How I Prepared For Exchange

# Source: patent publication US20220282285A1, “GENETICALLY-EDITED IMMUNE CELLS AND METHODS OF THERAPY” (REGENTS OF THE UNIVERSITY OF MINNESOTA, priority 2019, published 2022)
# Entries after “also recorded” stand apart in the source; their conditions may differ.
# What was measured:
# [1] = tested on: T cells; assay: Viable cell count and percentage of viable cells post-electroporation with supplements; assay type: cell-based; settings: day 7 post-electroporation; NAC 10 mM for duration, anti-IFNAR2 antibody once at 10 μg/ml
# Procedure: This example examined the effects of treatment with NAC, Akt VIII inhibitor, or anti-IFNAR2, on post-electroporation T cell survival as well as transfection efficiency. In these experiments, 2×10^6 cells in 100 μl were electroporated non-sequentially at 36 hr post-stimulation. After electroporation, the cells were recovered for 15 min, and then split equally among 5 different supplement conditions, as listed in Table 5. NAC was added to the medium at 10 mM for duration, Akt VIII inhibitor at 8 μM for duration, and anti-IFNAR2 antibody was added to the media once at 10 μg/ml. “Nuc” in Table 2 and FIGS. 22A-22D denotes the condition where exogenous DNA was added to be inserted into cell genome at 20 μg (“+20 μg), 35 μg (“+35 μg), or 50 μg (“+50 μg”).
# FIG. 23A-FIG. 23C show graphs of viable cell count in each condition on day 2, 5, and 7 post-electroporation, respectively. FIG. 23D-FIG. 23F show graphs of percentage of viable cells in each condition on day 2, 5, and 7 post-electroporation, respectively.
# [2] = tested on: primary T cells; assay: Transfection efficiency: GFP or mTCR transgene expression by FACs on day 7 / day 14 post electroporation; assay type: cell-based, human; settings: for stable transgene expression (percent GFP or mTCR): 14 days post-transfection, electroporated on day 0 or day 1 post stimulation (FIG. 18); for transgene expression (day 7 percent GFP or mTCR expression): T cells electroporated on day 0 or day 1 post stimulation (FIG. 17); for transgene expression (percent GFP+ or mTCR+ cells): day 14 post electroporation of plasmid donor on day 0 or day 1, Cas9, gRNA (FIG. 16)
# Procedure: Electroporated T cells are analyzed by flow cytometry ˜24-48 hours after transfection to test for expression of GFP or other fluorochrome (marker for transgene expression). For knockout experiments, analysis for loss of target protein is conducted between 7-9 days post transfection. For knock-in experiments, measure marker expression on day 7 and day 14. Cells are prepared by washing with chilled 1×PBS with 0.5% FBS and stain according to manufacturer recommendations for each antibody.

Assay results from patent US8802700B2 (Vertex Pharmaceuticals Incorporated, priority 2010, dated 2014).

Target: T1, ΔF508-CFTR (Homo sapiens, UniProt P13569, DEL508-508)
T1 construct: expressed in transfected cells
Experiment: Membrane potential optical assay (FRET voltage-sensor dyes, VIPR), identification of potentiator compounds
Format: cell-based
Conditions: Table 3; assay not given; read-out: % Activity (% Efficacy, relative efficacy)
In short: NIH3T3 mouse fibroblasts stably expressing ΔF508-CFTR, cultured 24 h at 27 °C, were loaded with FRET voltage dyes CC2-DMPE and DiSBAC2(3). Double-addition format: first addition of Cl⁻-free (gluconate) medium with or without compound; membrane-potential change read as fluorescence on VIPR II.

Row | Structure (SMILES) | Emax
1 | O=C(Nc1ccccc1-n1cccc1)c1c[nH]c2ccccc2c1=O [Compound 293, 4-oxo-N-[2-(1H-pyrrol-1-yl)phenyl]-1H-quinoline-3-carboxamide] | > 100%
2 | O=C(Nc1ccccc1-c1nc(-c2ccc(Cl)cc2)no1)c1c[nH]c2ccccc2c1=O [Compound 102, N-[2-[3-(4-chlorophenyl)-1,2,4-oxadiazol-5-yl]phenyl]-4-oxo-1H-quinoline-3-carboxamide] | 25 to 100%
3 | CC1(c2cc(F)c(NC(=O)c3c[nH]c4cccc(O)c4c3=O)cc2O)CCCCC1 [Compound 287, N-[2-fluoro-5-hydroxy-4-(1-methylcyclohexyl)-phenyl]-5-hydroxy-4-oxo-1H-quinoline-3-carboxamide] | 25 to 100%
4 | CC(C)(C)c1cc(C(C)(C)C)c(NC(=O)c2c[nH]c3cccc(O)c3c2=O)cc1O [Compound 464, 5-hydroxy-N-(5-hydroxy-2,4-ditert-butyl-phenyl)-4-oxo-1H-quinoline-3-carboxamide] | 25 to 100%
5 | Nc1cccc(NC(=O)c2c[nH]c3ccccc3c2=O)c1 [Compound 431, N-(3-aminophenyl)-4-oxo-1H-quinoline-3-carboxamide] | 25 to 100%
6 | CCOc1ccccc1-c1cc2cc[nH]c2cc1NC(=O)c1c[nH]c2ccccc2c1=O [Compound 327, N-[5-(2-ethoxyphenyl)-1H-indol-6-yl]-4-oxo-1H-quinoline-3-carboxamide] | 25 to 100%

Coming at you live from Gare de L’est Station in Paris after just missing my train for a weekend trip, I don’t feel as though I’m prepared for exchange—but is readiness really the issue? After a 30-minute phone call rant from my mom about my tardiness, I’d say it’s about responsibility. I’ve travelled across Europe, so I knew what to expect, but there will always be curve balls (such as staying up to late on a Thursday and sleeping through your 8 alarms). Although in all seriousness (a subject which I’ve had much experience with this morning), how does one prepare themselves for living abroad? Enough self deprecation, here’s what I did before exchange. Figure out a living situation . This is probably the most tedious part of the process, but it differs substantially by city. My school doesn’t provide dormitories because it’s right in the middle of the city (specifically in an expensive area between Gucci and Louis Vuitton stores- I know, my wallet is already feeling lighter). Students live all over Paris, so I decided to sublet a room from a student who’s roomates are going on exchange as well. I found her through a housing Facebook group, so I’d say check social media and also your school’s website for advice on lodging. Review the requirements of your school. Going into exchange, I knew that I’d chosen a challenging school that asks a lot of its students but also is the alma mater of all of France’s past presidents. Titles aside, it’s important to understand what you’re getting yourself into. Some think exchange is just frolicking across Europe, but all my class are mandatory or one fails, so school comes first. Decide where you want to travel, but be realistic. Speaking of frolicking, I will definitely be engaging in this pastime, although as I’ve most recently realized (as of an hour ago when I decided to buy another train ticket), travel is expensive and requires both planning and responsibility (shout out to mom).  In the heat of orientation week I’ve solidified few travels plans, but I think it’s good to start small. I am marking places where I have friends or have been longing to visit and cross referencing times that don’t work with my class schedule. At the end of the day, travelling is also sporadic, but budgeting and thought makes every exciting plan feasible. After I ironed out these kinks in my study abroad program, I felt much more at ease with the transition. There will always be days where the nerves kick in, but that the thrill of spending a semester abroad. À la prochaine –Rachel

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